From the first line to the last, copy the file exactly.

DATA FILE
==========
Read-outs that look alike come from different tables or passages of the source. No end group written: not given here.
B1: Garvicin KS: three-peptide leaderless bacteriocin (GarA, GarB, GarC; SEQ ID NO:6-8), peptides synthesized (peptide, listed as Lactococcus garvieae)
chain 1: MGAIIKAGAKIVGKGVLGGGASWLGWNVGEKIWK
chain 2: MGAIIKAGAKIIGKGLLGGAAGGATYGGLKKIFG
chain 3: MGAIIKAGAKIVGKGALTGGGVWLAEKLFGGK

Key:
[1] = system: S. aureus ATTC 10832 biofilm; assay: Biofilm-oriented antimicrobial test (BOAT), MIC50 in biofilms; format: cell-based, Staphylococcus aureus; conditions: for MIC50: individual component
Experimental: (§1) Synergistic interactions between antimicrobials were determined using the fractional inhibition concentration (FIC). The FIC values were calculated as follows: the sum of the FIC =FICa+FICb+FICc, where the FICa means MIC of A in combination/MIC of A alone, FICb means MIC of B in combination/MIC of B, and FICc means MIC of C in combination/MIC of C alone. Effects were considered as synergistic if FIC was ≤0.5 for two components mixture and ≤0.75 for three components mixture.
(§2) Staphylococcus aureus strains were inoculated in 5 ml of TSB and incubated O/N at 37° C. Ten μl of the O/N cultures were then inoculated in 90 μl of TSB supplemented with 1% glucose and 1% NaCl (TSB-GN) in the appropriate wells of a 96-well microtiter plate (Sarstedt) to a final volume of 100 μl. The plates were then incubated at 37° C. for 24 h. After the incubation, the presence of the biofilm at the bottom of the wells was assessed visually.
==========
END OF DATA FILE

Read-outs that look alike come from different tables or passages of the source. No end group written: not given here.
B1: Garvicin KS: three-peptide leaderless bacteriocin (GarA, GarB, GarC; SEQ ID NO:6-8), peptides synthesized (peptide, listed as Lactococcus garvieae)
chain 1: MGAIIKAGAKIVGKGVLGGGASWLGWNVGEKIWK
chain 2: MGAIIKAGAKIIGKGLLGGAAGGATYGGLKKIFG
chain 3: MGAIIKAGAKIVGKGALTGGGVWLAEKLFGGK

Key:
[1] = system: S. aureus ATTC 10832 biofilm; assay: Biofilm-oriented antimicrobial test (BOAT), MIC50 in biofilms; format: cell-based, Staphylococcus aureus; conditions: for MIC50: individual component
Experimental: (§1) Synergistic interactions between antimicrobials were determined using the fractional inhibition concentration (FIC). The FIC values were calculated as follows: the sum of the FIC =FICa+FICb+FICc, where the FICa means MIC of A in combination/MIC of A alone, FICb means MIC of B in combination/MIC of B, and FICc means MIC of C in combination/MIC of C alone. Effects were considered as synergistic if FIC was ≤0.5 for two components mixture and ≤0.75 for three components mixture.
(§2) Staphylococcus aureus strains were inoculated in 5 ml of TSB and incubated O/N at 37° C. Ten μl of the O/N cultures were then inoculated in 90 μl of TSB supplemented with 1% glucose and 1% NaCl (TSB-GN) in the appropriate wells of a 96-well microtiter plate (Sarstedt) to a final volume of 100 μl. The plates were then incubated at 37° C. for 24 h. After the incubation, the presence of the biofilm at the bottom of the wells was assessed visually.